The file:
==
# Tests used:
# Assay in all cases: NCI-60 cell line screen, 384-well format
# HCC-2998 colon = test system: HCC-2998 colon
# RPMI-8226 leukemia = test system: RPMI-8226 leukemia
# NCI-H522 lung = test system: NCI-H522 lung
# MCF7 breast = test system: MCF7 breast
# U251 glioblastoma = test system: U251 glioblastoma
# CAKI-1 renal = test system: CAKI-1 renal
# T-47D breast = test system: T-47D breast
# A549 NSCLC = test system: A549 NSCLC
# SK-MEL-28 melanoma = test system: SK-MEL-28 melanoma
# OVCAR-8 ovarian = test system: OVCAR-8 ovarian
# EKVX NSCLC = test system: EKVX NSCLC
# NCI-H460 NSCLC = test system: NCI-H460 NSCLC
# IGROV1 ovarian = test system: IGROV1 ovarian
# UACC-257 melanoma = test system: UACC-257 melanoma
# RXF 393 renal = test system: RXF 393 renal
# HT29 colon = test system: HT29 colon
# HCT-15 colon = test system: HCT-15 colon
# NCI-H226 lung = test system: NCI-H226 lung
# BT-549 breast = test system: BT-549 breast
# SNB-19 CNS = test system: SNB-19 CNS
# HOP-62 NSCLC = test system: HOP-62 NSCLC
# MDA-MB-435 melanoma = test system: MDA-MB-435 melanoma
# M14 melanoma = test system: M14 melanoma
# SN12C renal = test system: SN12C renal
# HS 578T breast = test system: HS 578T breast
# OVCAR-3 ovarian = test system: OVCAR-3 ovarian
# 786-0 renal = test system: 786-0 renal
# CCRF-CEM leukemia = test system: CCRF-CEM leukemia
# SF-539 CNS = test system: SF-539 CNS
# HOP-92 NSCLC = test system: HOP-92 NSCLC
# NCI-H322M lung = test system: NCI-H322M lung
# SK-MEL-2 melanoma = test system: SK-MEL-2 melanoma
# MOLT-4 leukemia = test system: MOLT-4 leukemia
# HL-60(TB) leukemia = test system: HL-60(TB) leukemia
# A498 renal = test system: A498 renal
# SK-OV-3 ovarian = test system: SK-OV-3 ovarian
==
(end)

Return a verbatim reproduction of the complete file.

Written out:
# Tests used:
# Assay in all cases: NCI-60 cell line screen, 384-well format
# HCC-2998 colon = test system: HCC-2998 colon
# RPMI-8226 leukemia = test system: RPMI-8226 leukemia
# NCI-H522 lung = test system: NCI-H522 lung
# MCF7 breast = test system: MCF7 breast
# U251 glioblastoma = test system: U251 glioblastoma
# CAKI-1 renal = test system: CAKI-1 renal
# T-47D breast = test system: T-47D breast
# A549 NSCLC = test system: A549 NSCLC
# SK-MEL-28 melanoma = test system: SK-MEL-28 melanoma
# OVCAR-8 ovarian = test system: OVCAR-8 ovarian
# EKVX NSCLC = test system: EKVX NSCLC
# NCI-H460 NSCLC = test system: NCI-H460 NSCLC
# IGROV1 ovarian = test system: IGROV1 ovarian
# UACC-257 melanoma = test system: UACC-257 melanoma
# RXF 393 renal = test system: RXF 393 renal
# HT29 colon = test system: HT29 colon
# HCT-15 colon = test system: HCT-15 colon
# NCI-H226 lung = test system: NCI-H226 lung
# BT-549 breast = test system: BT-549 breast
# SNB-19 CNS = test system: SNB-19 CNS
# HOP-62 NSCLC = test system: HOP-62 NSCLC
# MDA-MB-435 melanoma = test system: MDA-MB-435 melanoma
# M14 melanoma = test system: M14 melanoma
# SN12C renal = test system: SN12C renal
# HS 578T breast = test system: HS 578T breast
# OVCAR-3 ovarian = test system: OVCAR-3 ovarian
# 786-0 renal = test system: 786-0 renal
# CCRF-CEM leukemia = test system: CCRF-CEM leukemia
# SF-539 CNS = test system: SF-539 CNS
# HOP-92 NSCLC = test system: HOP-92 NSCLC
# NCI-H322M lung = test system: NCI-H322M lung
# SK-MEL-2 melanoma = test system: SK-MEL-2 melanoma
# MOLT-4 leukemia = test system: MOLT-4 leukemia
# HL-60(TB) leukemia = test system: HL-60(TB) leukemia
# A498 renal = test system: A498 renal
# SK-OV-3 ovarian = test system: SK-OV-3 ovarian